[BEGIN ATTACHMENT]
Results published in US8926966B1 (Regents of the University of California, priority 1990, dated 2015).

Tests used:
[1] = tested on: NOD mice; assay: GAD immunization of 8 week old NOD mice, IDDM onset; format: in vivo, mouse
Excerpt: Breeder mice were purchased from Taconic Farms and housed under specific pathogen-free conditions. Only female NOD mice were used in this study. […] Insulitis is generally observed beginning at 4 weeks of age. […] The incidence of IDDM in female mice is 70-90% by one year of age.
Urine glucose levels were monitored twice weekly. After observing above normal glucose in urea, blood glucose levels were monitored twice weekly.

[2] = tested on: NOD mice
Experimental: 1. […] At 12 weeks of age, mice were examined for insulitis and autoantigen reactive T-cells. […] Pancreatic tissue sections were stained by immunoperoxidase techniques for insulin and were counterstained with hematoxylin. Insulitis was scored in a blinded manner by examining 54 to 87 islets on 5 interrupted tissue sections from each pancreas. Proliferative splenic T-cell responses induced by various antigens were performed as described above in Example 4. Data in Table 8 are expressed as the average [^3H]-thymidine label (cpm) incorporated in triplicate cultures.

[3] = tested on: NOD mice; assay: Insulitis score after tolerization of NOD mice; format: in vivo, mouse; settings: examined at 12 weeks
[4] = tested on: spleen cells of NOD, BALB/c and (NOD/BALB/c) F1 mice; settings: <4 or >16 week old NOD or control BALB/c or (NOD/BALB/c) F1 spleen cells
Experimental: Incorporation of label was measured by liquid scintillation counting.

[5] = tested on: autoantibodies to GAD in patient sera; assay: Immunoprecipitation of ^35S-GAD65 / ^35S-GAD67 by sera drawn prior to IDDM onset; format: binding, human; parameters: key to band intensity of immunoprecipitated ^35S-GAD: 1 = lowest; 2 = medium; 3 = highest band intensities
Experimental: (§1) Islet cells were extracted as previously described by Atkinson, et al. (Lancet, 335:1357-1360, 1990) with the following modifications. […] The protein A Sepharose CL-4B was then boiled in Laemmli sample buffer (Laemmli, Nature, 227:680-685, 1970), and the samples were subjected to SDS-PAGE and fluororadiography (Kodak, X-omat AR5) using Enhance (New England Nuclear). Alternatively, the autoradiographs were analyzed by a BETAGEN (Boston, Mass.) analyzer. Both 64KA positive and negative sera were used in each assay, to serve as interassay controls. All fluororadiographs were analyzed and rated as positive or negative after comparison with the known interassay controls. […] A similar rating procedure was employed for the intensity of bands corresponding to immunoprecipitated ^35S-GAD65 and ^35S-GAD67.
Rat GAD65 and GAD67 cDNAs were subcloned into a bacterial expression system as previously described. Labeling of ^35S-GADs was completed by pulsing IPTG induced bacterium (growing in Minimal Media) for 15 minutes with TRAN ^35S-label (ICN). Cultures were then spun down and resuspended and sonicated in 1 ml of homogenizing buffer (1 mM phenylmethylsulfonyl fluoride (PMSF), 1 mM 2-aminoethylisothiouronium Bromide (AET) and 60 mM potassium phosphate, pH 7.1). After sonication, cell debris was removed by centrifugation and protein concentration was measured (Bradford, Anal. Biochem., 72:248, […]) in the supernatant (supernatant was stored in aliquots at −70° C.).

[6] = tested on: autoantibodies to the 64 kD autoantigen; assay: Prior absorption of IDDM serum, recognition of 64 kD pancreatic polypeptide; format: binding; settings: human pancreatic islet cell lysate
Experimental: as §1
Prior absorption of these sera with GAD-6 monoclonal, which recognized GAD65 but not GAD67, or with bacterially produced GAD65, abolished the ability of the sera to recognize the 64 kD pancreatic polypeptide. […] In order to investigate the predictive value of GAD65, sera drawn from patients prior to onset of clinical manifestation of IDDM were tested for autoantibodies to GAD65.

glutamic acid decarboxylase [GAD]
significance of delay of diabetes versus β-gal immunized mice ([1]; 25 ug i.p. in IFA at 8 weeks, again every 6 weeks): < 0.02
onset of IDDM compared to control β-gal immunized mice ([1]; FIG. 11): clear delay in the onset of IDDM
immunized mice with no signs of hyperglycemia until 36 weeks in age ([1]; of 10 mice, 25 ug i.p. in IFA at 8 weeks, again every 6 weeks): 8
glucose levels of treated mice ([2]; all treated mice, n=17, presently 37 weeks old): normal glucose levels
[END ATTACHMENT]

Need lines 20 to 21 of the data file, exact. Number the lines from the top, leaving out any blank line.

immunized mice with no signs of hyperglycemia until 36 weeks in age ([1]; of 10 mice, 25 ug i.p. in IFA at 8 weeks, again every 6 weeks): 8
glucose levels of treated mice ([2]; all treated mice, n=17, presently 37 weeks old): normal glucose levels